The Prison Litigation Reform Act of 1996 ("PLRA"), in an effort to halt the filing of meritless inmate litigation, enacted what is commonly referred to as the "three strikes" provision. Codified at 28 U.S.C. § 1915(g), the "three strikes" rule provides that an inmate who has had three prior actions or appeals dismissed as frivolous, malicious, or for failing to state a viable claim may not proceed in a civil action in forma pauperis "unless the prisoner is in imminent danger of serious physical injury." See 28 U.S.C. § 1915(g), and Abdul-Akbar v. McKelvie, 239 F.3d 307, 312 (3d Cir 2001)(en banc). The "imminent danger" exception to § 1915(g)'s "three strikes" rule is available "for genuine emergencies," where "time is pressing" and "a threat ... is real and proximate." Lewis v. Sullivan, 279 F.3d 526, 531 (7th Cir.2002). "Imminent danger" is assessed not at the time of the alleged incident, but rather at the time the complaint is filed. Abdul-Akbar, 239 F.3d at 312.

Dismissals of actions entered prior to the effective date of the PLRA are counted toward the "three strikes" referred to in 28 U.S.C. § 1915(g). See Keener v. Pennsylvania Board of Probation and Parole, 128 F.3d 143, 144-45 (3d Cir.1997)(holding that dismissals based on frivolousness before 1996 "are included among the three that establish the threshold for requiring a prisoner to pay the full docket fees unless the prisoner can show s/he is 'under imminent danger of serious physical injury'"). The "three strikes" provision does not bar disqualified inmates from filing additional actions, but it does deny them the opportunity to proceed in forma pauperis and requires them to pay the required filing fee.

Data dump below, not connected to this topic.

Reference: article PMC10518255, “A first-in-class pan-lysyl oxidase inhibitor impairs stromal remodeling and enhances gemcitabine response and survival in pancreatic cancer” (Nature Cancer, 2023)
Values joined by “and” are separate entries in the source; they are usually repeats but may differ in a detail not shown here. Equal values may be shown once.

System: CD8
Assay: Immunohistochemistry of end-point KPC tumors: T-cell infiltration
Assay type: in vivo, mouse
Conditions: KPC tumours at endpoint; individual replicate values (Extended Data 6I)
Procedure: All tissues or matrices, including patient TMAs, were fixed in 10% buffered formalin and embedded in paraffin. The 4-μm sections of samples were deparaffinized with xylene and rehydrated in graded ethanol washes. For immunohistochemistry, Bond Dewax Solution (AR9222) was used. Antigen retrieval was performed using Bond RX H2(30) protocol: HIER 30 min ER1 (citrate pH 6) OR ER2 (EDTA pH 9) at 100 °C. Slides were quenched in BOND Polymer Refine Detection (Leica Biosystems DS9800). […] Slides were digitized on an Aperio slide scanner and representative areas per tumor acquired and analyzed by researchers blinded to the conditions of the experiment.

Since 1995, Myers has initiated thirteen civil actions in this court. The following three actions, were dismissed for failure to state a claim upon which relief may be granted: Myers v. Morgan, Civil No. 4:CV-95-1127 (M.D. Pa. March 4, 1996) (Muir, J); Myers v. Dimott, Civil No. 4:CV-95-1335 (M.D. Pa. July 22, 1996) (Muir, J); Myers v. Corbin, Civil No. 4:CV-99-0738 (M.D. Pa. Nov. 12, 2000)(Muir, J).

As for Myer's present action, there is no indication that plaintiff is in danger of imminent "serious physical injury". At the time he filed his complaint, Myers was incarcerated at ...